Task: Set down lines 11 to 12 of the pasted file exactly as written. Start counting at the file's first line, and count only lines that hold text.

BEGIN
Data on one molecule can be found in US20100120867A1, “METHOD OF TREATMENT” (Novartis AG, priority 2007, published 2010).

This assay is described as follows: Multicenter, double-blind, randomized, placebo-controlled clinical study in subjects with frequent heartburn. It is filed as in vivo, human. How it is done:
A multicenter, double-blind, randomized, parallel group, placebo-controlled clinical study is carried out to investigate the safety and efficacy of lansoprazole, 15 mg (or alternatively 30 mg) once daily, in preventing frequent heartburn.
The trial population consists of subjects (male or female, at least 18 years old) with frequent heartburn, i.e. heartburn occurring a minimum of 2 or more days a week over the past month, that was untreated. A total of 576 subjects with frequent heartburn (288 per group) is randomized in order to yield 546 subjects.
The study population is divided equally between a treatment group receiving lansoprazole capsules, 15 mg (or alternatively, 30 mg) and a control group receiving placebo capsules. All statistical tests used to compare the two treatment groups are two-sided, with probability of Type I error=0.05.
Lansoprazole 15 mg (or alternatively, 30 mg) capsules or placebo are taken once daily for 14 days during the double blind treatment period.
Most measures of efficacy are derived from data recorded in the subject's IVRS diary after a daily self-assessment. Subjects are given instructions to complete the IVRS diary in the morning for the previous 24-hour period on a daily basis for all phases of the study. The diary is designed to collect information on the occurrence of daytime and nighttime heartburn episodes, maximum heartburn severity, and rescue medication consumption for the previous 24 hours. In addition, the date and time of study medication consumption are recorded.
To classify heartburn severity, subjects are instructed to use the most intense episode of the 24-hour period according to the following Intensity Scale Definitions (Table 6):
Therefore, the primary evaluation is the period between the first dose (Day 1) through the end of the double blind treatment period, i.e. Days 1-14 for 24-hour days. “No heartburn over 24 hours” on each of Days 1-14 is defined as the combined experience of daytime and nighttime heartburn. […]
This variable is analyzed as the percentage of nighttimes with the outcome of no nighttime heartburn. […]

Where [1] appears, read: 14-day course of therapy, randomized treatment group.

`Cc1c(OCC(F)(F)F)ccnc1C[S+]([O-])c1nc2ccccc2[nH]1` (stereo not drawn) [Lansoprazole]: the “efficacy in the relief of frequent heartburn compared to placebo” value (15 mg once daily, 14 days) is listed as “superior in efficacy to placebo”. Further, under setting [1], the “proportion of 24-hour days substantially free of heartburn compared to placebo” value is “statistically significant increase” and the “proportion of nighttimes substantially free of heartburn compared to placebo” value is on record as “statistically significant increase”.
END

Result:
Where [1] appears, read: 14-day course of therapy, randomized treatment group.

`Cc1c(OCC(F)(F)F)ccnc1C[S+]([O-])c1nc2ccccc2[nH]1` (stereo not drawn) [Lansoprazole]: the “efficacy in the relief of frequent heartburn compared to placebo” value (15 mg once daily, 14 days) is listed as “superior in efficacy to placebo”. Further, under setting [1], the “proportion of 24-hour days substantially free of heartburn compared to placebo” value is “statistically significant increase” and the “proportion of nighttimes substantially free of heartburn compared to placebo” value is on record as “statistically significant increase”.